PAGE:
There’s no business like the Palm Beach real estate business, if you are James M. and Charlene Nederlander. The Nederlanders paid $13.5 million for their third island villa, Sans Gene, a landmarked South County Road waterfront one-acre estate designed by Maurice Fatio, once belonging to Palm Beach’s leading historic preservationist Barbara Drew Hoffstot and her family. Mrs. Hoffstot’s father, Judge James Byron Drew, was chief justice of the Pennsylvania State Supreme Court for more than twenty years; her mother was a Pittsburgh steel heiress. Barbara Hoffstot was the author of the groundbreaking “Landmark Architecture of Palm Beach,” first published in 1974 with two later editions. After what seemed an extended renovation and marketing campaign, the late 1930s Georgian Revival-styled house was most recently listed for $14.9 million by Carole Koeppel and Cristina Condon, associates with Sotheby’s International Realty. The buyer was represented by Betsy S. Green, principal of Betsy S. Green Real Estate.

Maddock Way corner lot lands $6 million
Paul L. Maddock Jr. and the Bessemer Trust Company, as trustees for a Maddock family trust, sold a large vacant lot at the corner of Maddock Way and North Lake Way in Landmark Estates for $6 million to Palm Beach residents Jeffrey and Frances Fisher. Lot #4 was the first lot sold of four vacant buildable parcels available at Landmark Estates. After several years of meetings, the Maddock family received approval to subdivide their historic Duck’s Nest-Old Bethesda Church property. The family has retained Duck’s Nest, the family’s historic homestead, and Old Bethesda Church. In October 2008 the Fishers sold 255 Clarke Avenue, Villa Loual, for $9.68 million.
South End auction believed to be a first
The east elevation of 100 Via del Lago with a foo dog perched on the pool, acquired by the house’s owner many years ago from the Middle Road estate of Mrs. Lorenzo Woodhouse. On May 22 NYC-based Concierge Auctions will conduct the first known auction of a South End property, 100 Via del Lago, owned by longtime Palm Beach resident and real estate agent Nancy Mendel. Having once priced the house at $10+ million, now tagged at $4.75M, the reserve will be $2.95M with pre-sale estimates of $3.85M to $4.35M. The four-bedroom 5,500-square-foot house built in 1982 is situated on half-acre corner lot. Mendel was quoted as, “I’m trying to consolidate my life, and I certainly don’t need two homes in Palm Beach. I do want to sell it before summer.” A non-public auction, all potential buyers must pre-register, show $100,000 to qualify and may bid by phone or a designated representative.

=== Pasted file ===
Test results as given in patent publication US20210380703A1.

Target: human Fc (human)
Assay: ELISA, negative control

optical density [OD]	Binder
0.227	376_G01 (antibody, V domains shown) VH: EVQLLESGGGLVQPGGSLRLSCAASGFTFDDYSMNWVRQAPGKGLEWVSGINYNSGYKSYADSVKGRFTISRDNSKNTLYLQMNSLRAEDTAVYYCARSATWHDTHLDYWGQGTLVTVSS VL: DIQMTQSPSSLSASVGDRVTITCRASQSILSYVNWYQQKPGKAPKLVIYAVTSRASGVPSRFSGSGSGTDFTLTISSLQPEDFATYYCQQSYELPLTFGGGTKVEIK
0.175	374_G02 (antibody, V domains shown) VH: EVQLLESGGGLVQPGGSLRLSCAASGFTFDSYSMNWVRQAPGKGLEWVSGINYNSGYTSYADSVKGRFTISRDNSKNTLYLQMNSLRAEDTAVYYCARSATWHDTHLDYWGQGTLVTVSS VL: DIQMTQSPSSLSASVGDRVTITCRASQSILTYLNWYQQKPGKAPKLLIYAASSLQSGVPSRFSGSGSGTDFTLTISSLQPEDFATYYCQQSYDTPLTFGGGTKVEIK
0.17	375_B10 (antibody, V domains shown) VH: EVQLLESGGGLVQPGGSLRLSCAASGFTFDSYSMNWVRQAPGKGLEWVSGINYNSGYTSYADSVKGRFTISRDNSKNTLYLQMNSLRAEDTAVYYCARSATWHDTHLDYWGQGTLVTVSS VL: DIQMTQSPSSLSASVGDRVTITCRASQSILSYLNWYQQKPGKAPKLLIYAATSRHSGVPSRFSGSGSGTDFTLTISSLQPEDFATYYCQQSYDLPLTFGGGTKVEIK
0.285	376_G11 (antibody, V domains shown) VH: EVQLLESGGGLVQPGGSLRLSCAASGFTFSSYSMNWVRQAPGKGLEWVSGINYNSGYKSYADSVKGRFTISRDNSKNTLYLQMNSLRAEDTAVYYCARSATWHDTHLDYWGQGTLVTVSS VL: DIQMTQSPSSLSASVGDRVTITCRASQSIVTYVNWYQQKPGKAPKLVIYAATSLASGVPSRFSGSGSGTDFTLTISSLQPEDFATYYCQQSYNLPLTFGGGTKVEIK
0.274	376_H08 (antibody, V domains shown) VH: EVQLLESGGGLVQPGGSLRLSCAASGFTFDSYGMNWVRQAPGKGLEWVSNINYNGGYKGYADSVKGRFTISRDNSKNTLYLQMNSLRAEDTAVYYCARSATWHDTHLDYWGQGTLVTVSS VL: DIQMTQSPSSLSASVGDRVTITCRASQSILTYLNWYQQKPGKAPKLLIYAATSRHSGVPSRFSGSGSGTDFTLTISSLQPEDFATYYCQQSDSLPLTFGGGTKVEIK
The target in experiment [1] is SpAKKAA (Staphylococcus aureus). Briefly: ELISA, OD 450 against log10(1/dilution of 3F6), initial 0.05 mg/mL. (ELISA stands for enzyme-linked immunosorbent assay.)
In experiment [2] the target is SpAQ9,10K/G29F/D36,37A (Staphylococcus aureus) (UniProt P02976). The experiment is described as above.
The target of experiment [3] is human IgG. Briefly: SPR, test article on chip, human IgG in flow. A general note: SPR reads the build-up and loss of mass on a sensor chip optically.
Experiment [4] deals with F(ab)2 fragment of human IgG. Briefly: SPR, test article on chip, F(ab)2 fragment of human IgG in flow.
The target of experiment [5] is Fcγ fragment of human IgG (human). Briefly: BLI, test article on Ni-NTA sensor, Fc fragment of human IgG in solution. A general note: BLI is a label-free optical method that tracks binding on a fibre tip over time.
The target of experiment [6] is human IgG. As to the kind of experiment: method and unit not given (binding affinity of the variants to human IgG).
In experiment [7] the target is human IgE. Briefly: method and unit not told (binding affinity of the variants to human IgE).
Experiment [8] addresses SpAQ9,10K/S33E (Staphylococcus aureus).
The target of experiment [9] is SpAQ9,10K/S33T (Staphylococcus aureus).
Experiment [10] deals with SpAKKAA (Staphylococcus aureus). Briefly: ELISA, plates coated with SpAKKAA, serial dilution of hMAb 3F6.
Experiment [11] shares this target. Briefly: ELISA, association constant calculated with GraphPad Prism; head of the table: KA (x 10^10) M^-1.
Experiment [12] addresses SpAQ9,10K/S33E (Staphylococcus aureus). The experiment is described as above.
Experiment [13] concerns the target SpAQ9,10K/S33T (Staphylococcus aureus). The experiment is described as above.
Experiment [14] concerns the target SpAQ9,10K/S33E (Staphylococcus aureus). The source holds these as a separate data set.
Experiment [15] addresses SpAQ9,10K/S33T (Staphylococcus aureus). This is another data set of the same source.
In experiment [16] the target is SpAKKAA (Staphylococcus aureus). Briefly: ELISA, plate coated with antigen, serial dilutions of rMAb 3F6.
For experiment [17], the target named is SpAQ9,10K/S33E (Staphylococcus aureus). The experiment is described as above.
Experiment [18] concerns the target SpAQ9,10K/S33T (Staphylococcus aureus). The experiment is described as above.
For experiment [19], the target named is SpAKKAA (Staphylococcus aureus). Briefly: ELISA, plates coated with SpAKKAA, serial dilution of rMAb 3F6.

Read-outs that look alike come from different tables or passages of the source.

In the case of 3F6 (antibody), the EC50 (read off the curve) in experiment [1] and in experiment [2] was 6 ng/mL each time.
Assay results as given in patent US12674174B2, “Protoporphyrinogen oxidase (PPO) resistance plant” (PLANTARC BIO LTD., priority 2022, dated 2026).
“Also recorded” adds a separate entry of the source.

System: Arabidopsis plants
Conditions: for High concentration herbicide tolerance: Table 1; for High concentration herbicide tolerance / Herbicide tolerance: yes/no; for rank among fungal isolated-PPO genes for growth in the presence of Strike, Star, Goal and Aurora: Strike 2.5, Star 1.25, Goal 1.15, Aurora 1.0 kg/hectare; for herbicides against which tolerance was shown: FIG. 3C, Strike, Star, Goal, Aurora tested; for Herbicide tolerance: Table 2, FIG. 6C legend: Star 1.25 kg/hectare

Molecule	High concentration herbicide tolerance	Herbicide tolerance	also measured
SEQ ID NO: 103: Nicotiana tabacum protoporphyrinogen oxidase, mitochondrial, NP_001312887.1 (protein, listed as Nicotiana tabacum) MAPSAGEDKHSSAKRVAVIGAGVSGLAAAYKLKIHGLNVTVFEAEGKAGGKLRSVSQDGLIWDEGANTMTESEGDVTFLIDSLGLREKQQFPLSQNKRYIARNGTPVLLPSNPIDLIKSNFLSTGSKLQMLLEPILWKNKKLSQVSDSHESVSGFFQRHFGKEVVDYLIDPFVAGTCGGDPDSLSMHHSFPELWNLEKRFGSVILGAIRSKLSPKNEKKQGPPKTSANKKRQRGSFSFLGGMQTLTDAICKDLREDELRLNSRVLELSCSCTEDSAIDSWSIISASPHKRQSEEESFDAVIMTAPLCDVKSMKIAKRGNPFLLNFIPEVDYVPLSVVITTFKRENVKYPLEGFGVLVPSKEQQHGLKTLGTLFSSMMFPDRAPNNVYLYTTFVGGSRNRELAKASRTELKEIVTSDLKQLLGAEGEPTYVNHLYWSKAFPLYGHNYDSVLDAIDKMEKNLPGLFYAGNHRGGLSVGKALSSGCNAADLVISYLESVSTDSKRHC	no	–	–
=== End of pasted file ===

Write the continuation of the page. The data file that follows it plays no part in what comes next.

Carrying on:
225 Seabreeze sold again for $6.35M

W. Ted Gossett, a broker-owner associate with Sotheby's International Realty, sold 225 Seabreeze Avenue for $6.35 million to car dealer and part-time PB resident Gene Reed.

The buyer was represented by Mary Boykin, a Sotheby's Palm Beach associate.Mr. Reed, who heads up automobile dealerships in South and North Carolina, also owns 329 Australian, bought in 2009 for $3.5 million, now offered for sale at $4 million by Mary Boykin.

225 Seabreeze was part of last summer’s cakewalk of house trading frenzy. Mr. Gossett, and a partner, Robert Abee, acquired the newly-built house last July when they swapped deeds with former Apple CEO John Sculley and his wife, Leigh Adams Sculley. Gossett and Abee “sold” 125 Wells Road to the Sculleys for $8 million; the Sculleys “sold” 225 Seabreeze to Gossett and Abee for $5.5 million, according to the recorded deeds. Then Mr. Gossett marketed the Seabreeze house for $7.65 million. Needless, there were existing mortgages to be considered as well in the arithmetic.
225 Seabreeze
Previously, the Sculleys bought 225 Seabreeze from James and Helen Rosburg for $4.5 million; then spent reportedly $4 million more building the MedRev two-story more than 7,500- sq.-ft. four bedroom house. Mr. Gossett has also been busy. In January he sold his 190 Via Palma house, formerly owned by Ivana Trump, for $3.95 million, leaving him currently with only one Palm Beach house, the former Durie Appleton house at 134 Casa Bendita that he purchased in July 2008 for $5.7 million.